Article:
In fact, increasingly, adding more 'engagement' will make it worse.
Spend a moment considering the problems Steve's had with Virgin.
So, the problems here are:
1. Steve's broadband doesn't work.
Obviously if that could be fixed all this goes away. I have no idea how you fix that, hopefully Virgin do, but, I imagine it's hard or one of the 12 engineers would have done it.
2. The system for dealing with Steve's broken broadband doesn't work.
There seems to be no coordination between engineers, bits of Virgin, no CRM, no ticketing system that works, none of that. That's a service design problem. Relatively trivial in a start-up, notoriously hard in a big sclerotic incumbent like Virgin. The only hope for a user stuck in this system is to escalate to someone who can escort you round the back of the broken process. Which is why people resort to social media...
3. But the social media team can't do anything to help.
Not only do they start on the problem fresh every time they hear of it, clearly all they can do is 'pass it on' to a system that can't fix it.
As Steve points out, this is can't be a profitable way to carry on. And it can only get worse - as people start to realise that the only way to solve this is to get escalated to the CEO.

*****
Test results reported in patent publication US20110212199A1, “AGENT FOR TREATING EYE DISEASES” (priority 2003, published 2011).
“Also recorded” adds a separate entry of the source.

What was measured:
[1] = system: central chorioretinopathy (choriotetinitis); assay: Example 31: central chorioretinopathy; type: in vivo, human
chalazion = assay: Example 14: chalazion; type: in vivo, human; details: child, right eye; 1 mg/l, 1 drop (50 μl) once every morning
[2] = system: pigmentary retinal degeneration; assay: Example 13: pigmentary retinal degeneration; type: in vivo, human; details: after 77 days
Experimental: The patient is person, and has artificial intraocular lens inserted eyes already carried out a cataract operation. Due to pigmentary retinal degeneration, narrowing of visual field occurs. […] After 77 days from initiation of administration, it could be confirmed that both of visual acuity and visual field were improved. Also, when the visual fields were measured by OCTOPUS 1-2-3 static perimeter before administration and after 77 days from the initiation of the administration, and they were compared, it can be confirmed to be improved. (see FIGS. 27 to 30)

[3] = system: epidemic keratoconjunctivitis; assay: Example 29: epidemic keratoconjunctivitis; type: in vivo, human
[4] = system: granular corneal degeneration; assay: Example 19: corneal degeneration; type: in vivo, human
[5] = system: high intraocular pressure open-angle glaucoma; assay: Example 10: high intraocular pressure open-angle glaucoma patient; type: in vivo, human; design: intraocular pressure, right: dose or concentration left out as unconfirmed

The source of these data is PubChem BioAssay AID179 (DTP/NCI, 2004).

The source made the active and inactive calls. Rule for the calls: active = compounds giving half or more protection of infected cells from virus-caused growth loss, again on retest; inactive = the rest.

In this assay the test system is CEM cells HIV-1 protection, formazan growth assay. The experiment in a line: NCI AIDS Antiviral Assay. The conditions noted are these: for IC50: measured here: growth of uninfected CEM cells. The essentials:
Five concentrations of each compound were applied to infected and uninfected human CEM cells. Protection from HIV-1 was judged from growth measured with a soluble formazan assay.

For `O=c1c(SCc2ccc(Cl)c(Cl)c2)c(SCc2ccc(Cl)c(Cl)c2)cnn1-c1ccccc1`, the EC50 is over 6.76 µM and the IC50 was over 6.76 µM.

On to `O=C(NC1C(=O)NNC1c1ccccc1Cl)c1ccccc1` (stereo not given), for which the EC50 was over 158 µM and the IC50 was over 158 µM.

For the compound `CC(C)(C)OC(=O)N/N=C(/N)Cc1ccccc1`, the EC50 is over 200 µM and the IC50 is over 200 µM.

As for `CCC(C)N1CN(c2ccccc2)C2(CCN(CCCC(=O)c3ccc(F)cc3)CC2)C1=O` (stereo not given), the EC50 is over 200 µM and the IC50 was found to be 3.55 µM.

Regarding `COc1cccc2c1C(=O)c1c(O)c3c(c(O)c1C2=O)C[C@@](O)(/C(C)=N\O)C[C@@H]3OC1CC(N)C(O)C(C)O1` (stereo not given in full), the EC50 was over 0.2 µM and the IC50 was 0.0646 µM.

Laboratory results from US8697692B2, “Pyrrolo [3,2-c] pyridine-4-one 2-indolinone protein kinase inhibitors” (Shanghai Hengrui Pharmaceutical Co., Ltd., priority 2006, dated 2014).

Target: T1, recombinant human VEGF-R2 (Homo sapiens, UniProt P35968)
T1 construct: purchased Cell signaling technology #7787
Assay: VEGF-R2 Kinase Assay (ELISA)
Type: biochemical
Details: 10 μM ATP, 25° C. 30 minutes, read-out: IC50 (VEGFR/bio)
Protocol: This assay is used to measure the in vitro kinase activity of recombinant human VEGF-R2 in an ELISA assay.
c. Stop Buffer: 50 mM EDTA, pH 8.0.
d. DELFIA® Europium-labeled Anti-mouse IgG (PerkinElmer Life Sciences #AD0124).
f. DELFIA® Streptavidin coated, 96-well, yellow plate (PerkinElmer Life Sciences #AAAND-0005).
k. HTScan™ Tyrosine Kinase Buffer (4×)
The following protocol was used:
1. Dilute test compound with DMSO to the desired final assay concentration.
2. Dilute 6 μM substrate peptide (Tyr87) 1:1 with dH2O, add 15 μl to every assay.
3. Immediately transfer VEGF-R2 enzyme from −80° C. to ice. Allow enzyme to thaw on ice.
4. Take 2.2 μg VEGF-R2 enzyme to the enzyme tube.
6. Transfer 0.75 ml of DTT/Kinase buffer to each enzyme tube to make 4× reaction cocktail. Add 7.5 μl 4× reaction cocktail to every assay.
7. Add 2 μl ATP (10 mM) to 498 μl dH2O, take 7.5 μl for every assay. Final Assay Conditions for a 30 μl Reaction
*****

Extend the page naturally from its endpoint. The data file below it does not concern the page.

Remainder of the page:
I bet this explains a huge proportion of the productivity gap.
How did so many organisations end up here?
Because they've spent money on making their marketing digital, not their processes. They've got good at social media rather than service design.
They've invested in conversations, not services, so now they spend their whole time having conversations about how shit their services are.
They've done the easy stuff, not the hard work to make things simple.
They're just making it worse.
They're raising expectations ("we're listening!"), they're providing a focus for frustration and they're forcing their own people (normally good, smart, engaged people) to choose between being complicit with the users and slagging off their own organisation or, stonewalling or lying.
So what's engagement for?
The priority, of course, is to start building services that actually work. That's where you should be spending your money. Do that and you can use 'engagement' to help people find and understand the service.
Basically, do what Lucy says.